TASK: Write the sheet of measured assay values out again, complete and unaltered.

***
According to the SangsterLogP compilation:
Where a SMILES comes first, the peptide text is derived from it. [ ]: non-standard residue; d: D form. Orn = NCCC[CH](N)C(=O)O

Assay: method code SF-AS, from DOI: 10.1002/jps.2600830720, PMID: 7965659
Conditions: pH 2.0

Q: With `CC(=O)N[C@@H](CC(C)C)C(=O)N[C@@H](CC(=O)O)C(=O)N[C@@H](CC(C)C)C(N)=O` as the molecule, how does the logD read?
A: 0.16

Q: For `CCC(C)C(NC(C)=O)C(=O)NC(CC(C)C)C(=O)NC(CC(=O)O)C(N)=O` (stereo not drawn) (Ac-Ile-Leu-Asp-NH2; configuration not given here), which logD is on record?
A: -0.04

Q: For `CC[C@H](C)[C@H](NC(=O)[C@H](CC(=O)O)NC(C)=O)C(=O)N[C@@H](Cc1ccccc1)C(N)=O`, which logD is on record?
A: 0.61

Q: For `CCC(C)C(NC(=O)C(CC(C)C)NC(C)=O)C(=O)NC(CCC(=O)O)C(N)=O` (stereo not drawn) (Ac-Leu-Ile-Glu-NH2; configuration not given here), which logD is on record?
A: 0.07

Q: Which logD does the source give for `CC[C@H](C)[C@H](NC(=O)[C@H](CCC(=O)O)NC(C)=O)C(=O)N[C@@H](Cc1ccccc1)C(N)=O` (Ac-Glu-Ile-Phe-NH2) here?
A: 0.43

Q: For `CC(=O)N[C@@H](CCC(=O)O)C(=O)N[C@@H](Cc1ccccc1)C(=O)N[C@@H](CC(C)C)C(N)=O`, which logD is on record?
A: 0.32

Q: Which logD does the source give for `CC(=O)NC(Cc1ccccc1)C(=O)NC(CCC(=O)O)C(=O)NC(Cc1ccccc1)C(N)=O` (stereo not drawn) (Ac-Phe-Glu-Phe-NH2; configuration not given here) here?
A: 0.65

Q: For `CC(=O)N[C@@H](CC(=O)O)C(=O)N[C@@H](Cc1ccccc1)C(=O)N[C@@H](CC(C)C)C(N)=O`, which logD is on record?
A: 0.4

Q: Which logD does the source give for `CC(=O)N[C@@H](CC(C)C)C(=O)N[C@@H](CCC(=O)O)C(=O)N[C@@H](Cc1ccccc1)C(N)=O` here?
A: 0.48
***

According to the SangsterLogP compilation:
Where a SMILES comes first, the peptide text is derived from it. [ ]: non-standard residue; d: D form. Orn = NCCC[CH](N)C(=O)O

Assay: method code SF-AS, from DOI: 10.1002/jps.2600830720, PMID: 7965659
Conditions: pH 2.0

Q: With `CC(=O)N[C@@H](CC(C)C)C(=O)N[C@@H](CC(=O)O)C(=O)N[C@@H](CC(C)C)C(N)=O` as the molecule, how does the logD read?
A: 0.16

Q: For `CCC(C)C(NC(C)=O)C(=O)NC(CC(C)C)C(=O)NC(CC(=O)O)C(N)=O` (stereo not drawn) (Ac-Ile-Leu-Asp-NH2; configuration not given here), which logD is on record?
A: -0.04

Q: For `CC[C@H](C)[C@H](NC(=O)[C@H](CC(=O)O)NC(C)=O)C(=O)N[C@@H](Cc1ccccc1)C(N)=O`, which logD is on record?
A: 0.61

Q: For `CCC(C)C(NC(=O)C(CC(C)C)NC(C)=O)C(=O)NC(CCC(=O)O)C(N)=O` (stereo not drawn) (Ac-Leu-Ile-Glu-NH2; configuration not given here), which logD is on record?
A: 0.07

Q: Which logD does the source give for `CC[C@H](C)[C@H](NC(=O)[C@H](CCC(=O)O)NC(C)=O)C(=O)N[C@@H](Cc1ccccc1)C(N)=O` (Ac-Glu-Ile-Phe-NH2) here?
A: 0.43

Q: For `CC(=O)N[C@@H](CCC(=O)O)C(=O)N[C@@H](Cc1ccccc1)C(=O)N[C@@H](CC(C)C)C(N)=O`, which logD is on record?
A: 0.32

Q: Which logD does the source give for `CC(=O)NC(Cc1ccccc1)C(=O)NC(CCC(=O)O)C(=O)NC(Cc1ccccc1)C(N)=O` (stereo not drawn) (Ac-Phe-Glu-Phe-NH2; configuration not given here) here?
A: 0.65

Q: For `CC(=O)N[C@@H](CC(=O)O)C(=O)N[C@@H](Cc1ccccc1)C(=O)N[C@@H](CC(C)C)C(N)=O`, which logD is on record?
A: 0.4

Q: Which logD does the source give for `CC(=O)N[C@@H](CC(C)C)C(=O)N[C@@H](CCC(=O)O)C(=O)N[C@@H](Cc1ccccc1)C(N)=O` here?
A: 0.48